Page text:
Blogging helps me to capture moments and memories, and has become my personal history file, by way of words and stories embodying feelings and emotions. Blogging to capture my memories and thoughts has now become a significant tool in managing my response to dementia, and something I try to do often.
Speaking out through blogging, as a person with dementia, is also my way of striving to break down the barriers and stigma around dementia.
My blog has become the journal of my life, my thoughts and my activities. Other social media like facebook and twitter has become important too, as they offer other social connections and ways to connect in the world. All of them also have photographs, of people and events and activities, offering me yet another way to recall my world.
On the days I can’t remember a face when speaking on the phone, I go to one of these sites, as most people are now there with a photograph of themselves. Phones now have the ability to add profile pictures too, which is also helpful.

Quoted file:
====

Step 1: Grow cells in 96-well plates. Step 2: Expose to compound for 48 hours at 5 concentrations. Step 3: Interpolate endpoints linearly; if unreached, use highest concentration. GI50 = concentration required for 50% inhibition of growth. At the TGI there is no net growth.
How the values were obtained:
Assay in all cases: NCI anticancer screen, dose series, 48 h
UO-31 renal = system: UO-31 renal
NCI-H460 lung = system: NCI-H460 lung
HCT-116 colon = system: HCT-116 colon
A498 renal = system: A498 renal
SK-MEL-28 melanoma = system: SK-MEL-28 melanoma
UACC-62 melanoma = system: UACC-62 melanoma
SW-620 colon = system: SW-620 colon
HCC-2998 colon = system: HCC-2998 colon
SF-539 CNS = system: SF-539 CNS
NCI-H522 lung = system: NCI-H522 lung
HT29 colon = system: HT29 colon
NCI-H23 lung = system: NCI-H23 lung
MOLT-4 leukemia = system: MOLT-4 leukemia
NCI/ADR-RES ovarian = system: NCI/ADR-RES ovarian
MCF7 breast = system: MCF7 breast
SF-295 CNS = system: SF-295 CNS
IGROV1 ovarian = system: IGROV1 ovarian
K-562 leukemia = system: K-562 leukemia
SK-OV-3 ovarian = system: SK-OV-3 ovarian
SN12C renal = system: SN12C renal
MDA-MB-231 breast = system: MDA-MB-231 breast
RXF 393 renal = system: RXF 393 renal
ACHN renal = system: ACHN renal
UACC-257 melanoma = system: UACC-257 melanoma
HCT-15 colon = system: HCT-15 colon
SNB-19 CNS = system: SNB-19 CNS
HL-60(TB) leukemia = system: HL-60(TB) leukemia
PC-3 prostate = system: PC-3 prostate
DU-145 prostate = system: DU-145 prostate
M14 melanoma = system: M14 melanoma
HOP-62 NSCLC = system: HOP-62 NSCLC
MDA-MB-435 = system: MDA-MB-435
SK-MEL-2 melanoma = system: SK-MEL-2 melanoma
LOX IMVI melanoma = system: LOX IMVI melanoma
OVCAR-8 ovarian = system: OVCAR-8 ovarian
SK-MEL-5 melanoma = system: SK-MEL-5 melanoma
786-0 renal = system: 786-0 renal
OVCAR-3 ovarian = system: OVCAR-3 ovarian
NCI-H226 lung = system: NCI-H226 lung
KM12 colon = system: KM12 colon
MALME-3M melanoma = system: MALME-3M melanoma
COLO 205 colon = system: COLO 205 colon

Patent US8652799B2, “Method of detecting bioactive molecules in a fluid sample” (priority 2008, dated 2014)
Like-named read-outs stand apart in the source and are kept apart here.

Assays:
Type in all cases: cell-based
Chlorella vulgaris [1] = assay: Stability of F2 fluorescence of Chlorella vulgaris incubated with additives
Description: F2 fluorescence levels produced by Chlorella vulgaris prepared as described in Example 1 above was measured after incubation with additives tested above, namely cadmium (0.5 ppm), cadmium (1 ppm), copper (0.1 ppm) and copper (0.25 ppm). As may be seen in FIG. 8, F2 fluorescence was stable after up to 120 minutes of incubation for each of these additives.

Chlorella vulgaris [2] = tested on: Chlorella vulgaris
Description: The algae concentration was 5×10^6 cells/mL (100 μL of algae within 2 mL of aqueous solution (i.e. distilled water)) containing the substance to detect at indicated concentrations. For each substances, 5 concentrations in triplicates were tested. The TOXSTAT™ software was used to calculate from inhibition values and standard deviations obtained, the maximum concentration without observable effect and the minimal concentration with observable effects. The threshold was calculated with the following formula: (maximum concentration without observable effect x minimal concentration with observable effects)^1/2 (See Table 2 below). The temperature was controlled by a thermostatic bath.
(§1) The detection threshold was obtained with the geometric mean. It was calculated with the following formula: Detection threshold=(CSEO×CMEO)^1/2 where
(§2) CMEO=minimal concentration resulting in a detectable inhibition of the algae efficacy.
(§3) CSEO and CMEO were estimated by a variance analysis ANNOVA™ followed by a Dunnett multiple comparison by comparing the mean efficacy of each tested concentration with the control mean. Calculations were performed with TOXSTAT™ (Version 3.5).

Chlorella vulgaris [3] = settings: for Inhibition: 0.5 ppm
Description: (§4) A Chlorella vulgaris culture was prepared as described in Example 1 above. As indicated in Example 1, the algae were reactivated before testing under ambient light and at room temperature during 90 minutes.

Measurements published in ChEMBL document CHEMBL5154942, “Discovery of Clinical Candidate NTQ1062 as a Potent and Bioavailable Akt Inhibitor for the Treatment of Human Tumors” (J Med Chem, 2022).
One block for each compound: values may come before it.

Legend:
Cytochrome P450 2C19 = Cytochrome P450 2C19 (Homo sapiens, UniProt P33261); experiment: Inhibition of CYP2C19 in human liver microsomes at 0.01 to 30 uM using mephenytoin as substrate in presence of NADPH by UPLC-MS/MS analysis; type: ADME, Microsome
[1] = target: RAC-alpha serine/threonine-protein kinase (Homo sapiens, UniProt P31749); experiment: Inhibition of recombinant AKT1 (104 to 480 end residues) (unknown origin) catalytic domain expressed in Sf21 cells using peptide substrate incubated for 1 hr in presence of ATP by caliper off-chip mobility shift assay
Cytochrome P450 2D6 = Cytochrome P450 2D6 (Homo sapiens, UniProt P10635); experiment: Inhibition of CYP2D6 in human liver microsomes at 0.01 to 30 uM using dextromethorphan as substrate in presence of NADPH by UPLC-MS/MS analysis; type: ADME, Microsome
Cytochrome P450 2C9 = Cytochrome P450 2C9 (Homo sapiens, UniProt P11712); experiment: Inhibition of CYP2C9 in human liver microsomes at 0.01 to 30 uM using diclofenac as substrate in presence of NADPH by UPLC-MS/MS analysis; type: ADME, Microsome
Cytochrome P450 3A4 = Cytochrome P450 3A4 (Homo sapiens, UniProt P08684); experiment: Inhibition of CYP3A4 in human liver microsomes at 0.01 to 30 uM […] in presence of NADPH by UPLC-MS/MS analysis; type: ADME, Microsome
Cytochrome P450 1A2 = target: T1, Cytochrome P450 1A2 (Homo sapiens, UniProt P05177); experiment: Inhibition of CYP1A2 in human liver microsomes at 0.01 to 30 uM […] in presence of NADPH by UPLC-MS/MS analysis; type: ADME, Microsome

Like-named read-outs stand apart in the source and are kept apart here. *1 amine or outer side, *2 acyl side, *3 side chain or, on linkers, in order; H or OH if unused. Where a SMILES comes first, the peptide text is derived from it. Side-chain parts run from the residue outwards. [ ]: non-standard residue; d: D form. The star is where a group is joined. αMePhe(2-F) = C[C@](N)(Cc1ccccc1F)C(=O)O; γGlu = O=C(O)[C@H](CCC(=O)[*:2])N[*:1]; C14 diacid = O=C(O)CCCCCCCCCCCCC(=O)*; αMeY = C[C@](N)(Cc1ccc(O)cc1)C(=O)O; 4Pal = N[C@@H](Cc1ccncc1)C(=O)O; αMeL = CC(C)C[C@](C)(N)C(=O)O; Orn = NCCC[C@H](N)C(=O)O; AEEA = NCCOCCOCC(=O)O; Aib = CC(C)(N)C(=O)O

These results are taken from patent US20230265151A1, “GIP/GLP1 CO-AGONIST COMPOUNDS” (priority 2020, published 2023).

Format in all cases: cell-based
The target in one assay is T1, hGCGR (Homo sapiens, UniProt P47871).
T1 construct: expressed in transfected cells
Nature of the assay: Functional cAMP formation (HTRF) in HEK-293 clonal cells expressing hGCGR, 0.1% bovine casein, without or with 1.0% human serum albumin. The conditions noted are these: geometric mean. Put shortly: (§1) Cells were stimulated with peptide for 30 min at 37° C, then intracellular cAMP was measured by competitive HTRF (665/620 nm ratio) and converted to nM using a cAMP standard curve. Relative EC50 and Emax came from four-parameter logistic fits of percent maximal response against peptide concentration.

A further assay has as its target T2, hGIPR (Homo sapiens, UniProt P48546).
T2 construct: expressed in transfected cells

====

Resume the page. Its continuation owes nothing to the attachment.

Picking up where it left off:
Many of mabilities are permanently damaged and my photographic memory is dead and buried. I read then I forget… I read then I forget… I read, I take notes, and then I forget… I blog, and it is always there.
Computers and blogging have become my best friends as they constantly command my attention, edit for me, and perhaps more importantly push my brain to work hard every time I connect with them.
Dementia can represent the end of dreaming, a long and unforgiving one way odyssey into obscurity, clouded in a thick and unforgiving fog.
For me, blogging has helped bring back the dreaming.
It inspires me to write more, creating a repertoire of my memories and personal history files, ensuring I leave some sort of record or legacy for my children to recall who I was and what I thought about. I feel humbled every time I receive feedback about something someone has read… something that also had meaning for them, or helped change their world in some small way.
Blogging encourages me to keep going, and empowers me to rise above dementia and stay inspired and alive and I am certain it helps with neuroplasticity and creates new pathways for my brain to continue functioning. If you want to have a voice, but can’t find a forum, maybe you too should think about setting up a ablog.
Footnote: this is a slightly edited version of a blog I wrote about 9 years ago.